By: Michael Campbell | Twitter: @itsthesoup
Posted: October 14, 2019 | 12:30 p.m.
Owens allegedly ran off road, hit mailbox, failed to report crash
PRINCE GEORGE – A former Prince George County Public Schools bus driver is set to return to court this month in connection with a crash where she allegedly failed to stop and properly report that left several students injured during the previous school year.
According to court records, Holly Owens of Charles City County is scheduled to appear in Prince George General District Court on October 23, facing felony failure to report an accident involving injury or death and misdemeanor reckless driving following a March 8 crash involving the South Elementary School-bound bus she was driving during the morning commute.
At the time of the crash, police said the bus Owens was piloting “traveled off the left shoulder of Pumphouse Road.” When it did, authorities said the bus “struck a mailbox and a culvert pipe before the driver was able to reposition the bus back on the roadway.”
Through their investigation, it was revealed that Owens did not follow protocol detailed by the school division, which requires the immediate reporting of any accidents and crashes, Owens allegedly continued to travel along the route before dropping students off at South Elementary School and, “After the students were released at the school, the Police Department was made aware of the incident.”
In the hours after the crash, Prince George County Police Chief Keith Early explained in an interview with The Prince George Journal further detailed their investigation showed, “the school bus was involved in a crash, the school bus driver did not stop at the scene and went on to the school, to which [police] were then notified about the crash, but it was not the bus driver who reported it.”
Some parents said it was their children on the bus who told them about the crash thanks to their cell phones.
Prince George County Public Schools’ central office confirmed three students on the bus were taken from the school by ambulance to Southside Regional Medical Center in neighboring Petersburg with minor injuries and an additional five students had their parents come to South Elementary and take them to the hospital for evaluation.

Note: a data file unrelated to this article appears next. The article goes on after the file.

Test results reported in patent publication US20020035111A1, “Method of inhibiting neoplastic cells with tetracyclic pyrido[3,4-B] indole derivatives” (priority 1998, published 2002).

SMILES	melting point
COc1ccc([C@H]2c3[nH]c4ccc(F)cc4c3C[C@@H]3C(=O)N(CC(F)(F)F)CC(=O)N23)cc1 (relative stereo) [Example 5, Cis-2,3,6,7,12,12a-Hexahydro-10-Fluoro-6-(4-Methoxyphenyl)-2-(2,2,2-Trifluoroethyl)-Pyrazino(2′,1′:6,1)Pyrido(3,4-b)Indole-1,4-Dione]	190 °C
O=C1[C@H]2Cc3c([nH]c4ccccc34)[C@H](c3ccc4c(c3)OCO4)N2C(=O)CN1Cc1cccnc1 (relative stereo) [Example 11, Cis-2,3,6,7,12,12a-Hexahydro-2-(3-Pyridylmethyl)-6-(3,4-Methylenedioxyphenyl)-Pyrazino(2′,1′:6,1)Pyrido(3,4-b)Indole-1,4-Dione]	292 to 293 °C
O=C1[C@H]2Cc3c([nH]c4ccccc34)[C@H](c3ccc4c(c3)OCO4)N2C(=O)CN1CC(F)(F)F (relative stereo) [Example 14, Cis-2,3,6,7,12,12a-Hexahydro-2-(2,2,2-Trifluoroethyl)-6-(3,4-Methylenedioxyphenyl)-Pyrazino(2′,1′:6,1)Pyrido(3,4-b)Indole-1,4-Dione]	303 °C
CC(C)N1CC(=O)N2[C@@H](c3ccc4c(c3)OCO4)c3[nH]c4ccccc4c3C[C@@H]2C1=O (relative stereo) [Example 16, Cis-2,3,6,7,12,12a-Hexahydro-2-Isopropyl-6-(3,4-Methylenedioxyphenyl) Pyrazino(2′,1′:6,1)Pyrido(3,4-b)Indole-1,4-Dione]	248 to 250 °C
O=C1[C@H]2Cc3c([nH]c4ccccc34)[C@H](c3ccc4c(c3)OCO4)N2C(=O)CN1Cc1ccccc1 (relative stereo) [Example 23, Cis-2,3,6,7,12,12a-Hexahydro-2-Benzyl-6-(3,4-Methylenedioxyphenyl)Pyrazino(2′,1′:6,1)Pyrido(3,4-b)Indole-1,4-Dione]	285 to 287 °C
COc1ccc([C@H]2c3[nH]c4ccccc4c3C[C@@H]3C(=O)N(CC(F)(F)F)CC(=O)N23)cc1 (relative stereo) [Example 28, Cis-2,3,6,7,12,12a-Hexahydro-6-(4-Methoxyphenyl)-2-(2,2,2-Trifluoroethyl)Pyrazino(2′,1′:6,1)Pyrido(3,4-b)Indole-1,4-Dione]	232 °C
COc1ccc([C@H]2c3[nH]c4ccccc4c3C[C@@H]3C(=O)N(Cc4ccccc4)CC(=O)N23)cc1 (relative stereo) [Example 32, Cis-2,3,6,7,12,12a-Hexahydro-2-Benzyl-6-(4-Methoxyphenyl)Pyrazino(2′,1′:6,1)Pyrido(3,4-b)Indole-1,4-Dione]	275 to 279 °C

Days later, Owens was charged with felony failure to stop at the scene of an accident and misdemeanor reckless driving and released on bond.
Given that the crash involved school system personnel, at the time, then-Assistant Superintendent Dr. Lisa Pennycuff was unable to speak in great detail about the incident but she did confirm that proper regulations were not followed by the bus driver.
“They are supposed to report those incidents immediately,” Dr. Pennycuff said in March. “The driver is to call and immediately report the incident and stay on the scene. We have members of our transportation department report to the scene. We usually have a police officer there. If needed, we have the bus pulled out, either by our staff and our equipment or if we need to call someone for help, we do that. We generally have another bus report and pick up the children and take them on to school so, that way the driver and the bus don’t leave the scene of the accident.”
She continued, “So, for us, the director of transportation or someone he designates from his office would then accompany the driver for a drug screening, that is part of our normal process.”
In addition, the now-superintendent gave an overview of their procedure in these situations, saying an employee is placed on administrative leave while an investigation by the school division is conducted and, “Once the investigation is completed, the findings drive the next steps that are taken with personnel.”
The following month in April, Pennycuff confirmed Owens was no longer employed by the school division, but it is unknown if she resigned or was terminated by Prince George Public Schools.
As the court date approaches, it is unknown if a judge will give the Commonwealth Attorney’s office the go-ahead to present the case to a future seating of the grand jury, which, if the grand jury finds the Commonwealth’s evidence to be sufficient, would see the case moved to the county’s circuit court. So far, the last two hearings in the case have been continued, including a June preliminary hearing.
In regards to the most serious charge levied against Owens, felony failure to stop at the scene, if the accident results in injury or death, which school division representatives confirmed three students suffered minor injuries in this crash, those convicted can face a sentence between one to ten years behind bars, a fine up to $2,500, or both.
Copyright 2019 by Womack Publishing
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